Peter proclaims that lives of holiness and godliness can actually expedite the Day of the Lord.

Thus, eschatology not only stimulates ethics, but ethics stimulate eschatology; the two are mutually reinforcing.

And this makes good sense. If Peter believes that the end is delayed so that people can repent from wickedness, it stands to reason that lives of holiness would expedite the eschaton.

The Kingdom has not been fulfilled, as Peter explains, because people dropped the ball. Therefore, everyone should bust their butts to speed up the arrival of the Kingdom of God.

This is kind of a trip for 21st century believers, because we tend to think of the Second Coming of Christ as being firmly scheduled on the celestial calendar. But that’s definitely not what New Testament authors all claimed.

For example, in Peter’s Temple sermon in Acts 3, he tells his audience:

Repent therefore, and turn to God so that your sins may be wiped out, so that [Greek hopōs an] times of refreshing may come from the presence of the Lord, and [so that] he may send the Messiah appointed for you, that is, Jesus, who must remain in heaven until the time of universal restoration that God announced long ago through his holy prophets. (Acts 3:19-21, NRSV with minor adjustment by the author)

Peter urges the Jerusalemites to repent in order that (hopōs an) the eschatological consummation might come to pass.

Repentance is a precondition of the second coming of Christ.

Peter specifically states that, after the Jews repent and are forgiven their sins, “times of refreshing” will come, and God will sendhays-book Jesus back. Until that time, Jesus remains in heaven; but when he returns he will bring about the “universal restoration” the prophets had long foretold.

In other words, the eschatological consummation was delayed until the second coming of the Messiah, this time to a penitent and righteous people.

Let me give one more example to show that even Jesus—who did prophesy about coming back during the lives of the first generation of disciples—recognized that the timing of his second coming could be flexible.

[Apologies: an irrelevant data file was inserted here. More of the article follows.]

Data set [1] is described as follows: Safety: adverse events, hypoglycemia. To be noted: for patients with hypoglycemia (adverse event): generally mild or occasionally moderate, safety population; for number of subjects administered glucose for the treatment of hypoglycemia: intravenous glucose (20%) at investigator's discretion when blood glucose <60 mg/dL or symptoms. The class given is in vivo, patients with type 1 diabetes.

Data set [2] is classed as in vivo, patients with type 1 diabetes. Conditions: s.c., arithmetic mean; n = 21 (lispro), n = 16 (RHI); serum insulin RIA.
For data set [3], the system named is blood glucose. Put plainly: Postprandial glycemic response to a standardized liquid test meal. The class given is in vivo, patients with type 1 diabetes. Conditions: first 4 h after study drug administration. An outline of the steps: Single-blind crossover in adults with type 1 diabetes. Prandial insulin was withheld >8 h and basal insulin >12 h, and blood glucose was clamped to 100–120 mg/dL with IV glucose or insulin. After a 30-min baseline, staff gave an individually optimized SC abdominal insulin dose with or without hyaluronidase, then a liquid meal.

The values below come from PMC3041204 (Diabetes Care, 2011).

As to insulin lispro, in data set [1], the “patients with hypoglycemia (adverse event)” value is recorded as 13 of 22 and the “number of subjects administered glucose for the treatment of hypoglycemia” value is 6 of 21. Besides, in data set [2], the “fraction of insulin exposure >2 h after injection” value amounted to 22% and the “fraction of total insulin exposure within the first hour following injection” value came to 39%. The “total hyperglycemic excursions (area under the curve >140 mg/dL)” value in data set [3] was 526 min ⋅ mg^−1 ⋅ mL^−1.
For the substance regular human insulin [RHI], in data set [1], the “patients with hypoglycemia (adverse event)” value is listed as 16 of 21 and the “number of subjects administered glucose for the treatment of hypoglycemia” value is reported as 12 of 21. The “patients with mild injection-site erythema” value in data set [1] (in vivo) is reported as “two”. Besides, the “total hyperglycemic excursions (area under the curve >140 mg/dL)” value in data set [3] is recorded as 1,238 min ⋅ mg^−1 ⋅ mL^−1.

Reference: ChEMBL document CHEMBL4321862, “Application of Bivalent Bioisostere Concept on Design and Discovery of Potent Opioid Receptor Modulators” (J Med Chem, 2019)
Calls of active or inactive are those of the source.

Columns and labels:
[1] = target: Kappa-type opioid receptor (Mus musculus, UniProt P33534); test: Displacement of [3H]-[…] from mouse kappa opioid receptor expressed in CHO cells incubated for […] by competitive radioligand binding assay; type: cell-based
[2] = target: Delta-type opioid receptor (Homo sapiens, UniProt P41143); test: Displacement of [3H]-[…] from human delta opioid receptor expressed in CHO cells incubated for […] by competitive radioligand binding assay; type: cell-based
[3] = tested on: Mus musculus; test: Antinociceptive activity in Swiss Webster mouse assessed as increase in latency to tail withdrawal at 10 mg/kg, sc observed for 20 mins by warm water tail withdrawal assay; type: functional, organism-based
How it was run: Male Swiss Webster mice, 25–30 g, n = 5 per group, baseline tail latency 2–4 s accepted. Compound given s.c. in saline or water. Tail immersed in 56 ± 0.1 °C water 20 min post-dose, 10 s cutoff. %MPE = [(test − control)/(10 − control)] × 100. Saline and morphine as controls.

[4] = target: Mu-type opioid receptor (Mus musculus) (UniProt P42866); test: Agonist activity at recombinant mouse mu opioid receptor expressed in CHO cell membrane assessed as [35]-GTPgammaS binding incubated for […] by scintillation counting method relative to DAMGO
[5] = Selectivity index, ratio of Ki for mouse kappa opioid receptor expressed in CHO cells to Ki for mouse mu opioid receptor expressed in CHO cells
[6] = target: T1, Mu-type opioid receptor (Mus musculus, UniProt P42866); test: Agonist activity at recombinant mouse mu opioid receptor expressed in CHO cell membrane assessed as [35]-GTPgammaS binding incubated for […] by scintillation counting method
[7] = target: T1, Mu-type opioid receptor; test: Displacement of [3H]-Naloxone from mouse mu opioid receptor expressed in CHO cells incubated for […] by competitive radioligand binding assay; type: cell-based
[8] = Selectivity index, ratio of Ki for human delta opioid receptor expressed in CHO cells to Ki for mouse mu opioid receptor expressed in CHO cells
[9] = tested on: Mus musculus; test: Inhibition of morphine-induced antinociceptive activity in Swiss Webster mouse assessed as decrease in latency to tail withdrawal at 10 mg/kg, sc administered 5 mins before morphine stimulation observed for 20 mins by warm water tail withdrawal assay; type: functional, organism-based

In the Lord’s Prayer itself Jesus tells his disciples to pray, “May your kingdom come (elthetō) and may your will be done (genēthētō) on earth as it is in heaven” (Matt. 6:10; cf. Luke 11:2).

On the face of it, this line seems frivolous; Jesus had already been making it perfectly clear that he was bringing about the Kingdom…so why does he say “may” it come or be done (the Greek is a form of a command)?

The answer is simple. The prayer “May your kingdom come and may your will be done” pertains to the consummation of the Kingdom. Jesus is asking for God to do it sooner rather than later.

Jesus himself recognizes that the timing of the Kingdom’s consummation is not set in stone…and so he urges his disciples to set themselves to the task of hastening the day.

Obviously, this raises some questions.

  • Is this just a new invention of resourceful biblical scholars? (Nope. You can totally find this eschatology in the Church Fathers, and throughout the histories of the three major Christian traditions.)
  • How does this square with divine sovereignty? (Just dandy, actually.)
  • Does this impact the life of the Church? (Yup!)

So, we figured that it was worth writing a the book to flesh this out. But the basic pay-off is this: the delay of the parousia does not falsify Christian hope.

You can be a critical scholar, an honest reader of Scripture, and still pray, “Come, Lord Jesus.”

More in this series:

Pete Enns, Ph.D.

Peter Enns (Ph.D., Harvard University) is Abram S. Clemens professor of biblical studies at Eastern University in St. Davids, Pennsylvania. He has written numerous books, including The Bible Tells Me So, The Sin of Certainty, and How the Bible Actually Works. Tweets at @peteenns.